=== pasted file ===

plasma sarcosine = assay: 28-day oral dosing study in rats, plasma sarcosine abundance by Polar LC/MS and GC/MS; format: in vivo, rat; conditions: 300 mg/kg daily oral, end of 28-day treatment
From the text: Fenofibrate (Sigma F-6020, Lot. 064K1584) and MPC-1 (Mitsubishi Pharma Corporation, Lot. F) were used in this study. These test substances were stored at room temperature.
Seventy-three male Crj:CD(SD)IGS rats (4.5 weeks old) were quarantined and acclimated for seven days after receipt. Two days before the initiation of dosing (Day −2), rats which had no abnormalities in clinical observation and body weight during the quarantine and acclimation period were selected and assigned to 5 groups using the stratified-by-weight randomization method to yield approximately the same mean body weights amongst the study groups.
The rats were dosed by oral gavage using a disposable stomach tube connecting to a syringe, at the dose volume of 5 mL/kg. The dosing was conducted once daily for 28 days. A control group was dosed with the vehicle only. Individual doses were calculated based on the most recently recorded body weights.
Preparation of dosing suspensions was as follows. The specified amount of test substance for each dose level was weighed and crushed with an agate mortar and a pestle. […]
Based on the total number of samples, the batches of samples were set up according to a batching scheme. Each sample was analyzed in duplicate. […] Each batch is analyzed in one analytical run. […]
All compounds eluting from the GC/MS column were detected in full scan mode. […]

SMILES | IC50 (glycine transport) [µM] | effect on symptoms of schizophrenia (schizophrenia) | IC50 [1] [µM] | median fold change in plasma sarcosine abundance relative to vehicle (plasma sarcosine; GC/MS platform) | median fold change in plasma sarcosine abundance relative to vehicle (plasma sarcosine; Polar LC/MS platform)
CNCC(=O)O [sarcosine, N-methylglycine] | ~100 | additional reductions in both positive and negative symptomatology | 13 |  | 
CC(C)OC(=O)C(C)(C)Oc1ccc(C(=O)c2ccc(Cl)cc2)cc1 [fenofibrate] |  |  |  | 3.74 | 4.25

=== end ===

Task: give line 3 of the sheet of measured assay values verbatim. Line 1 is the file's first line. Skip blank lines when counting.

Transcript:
Seventy-three male Crj:CD(SD)IGS rats (4.5 weeks old) were quarantined and acclimated for seven days after receipt. Two days before the initiation of dosing (Day −2), rats which had no abnormalities in clinical observation and body weight during the quarantine and acclimation period were selected and assigned to 5 groups using the stratified-by-weight randomization method to yield approximately the same mean body weights amongst the study groups.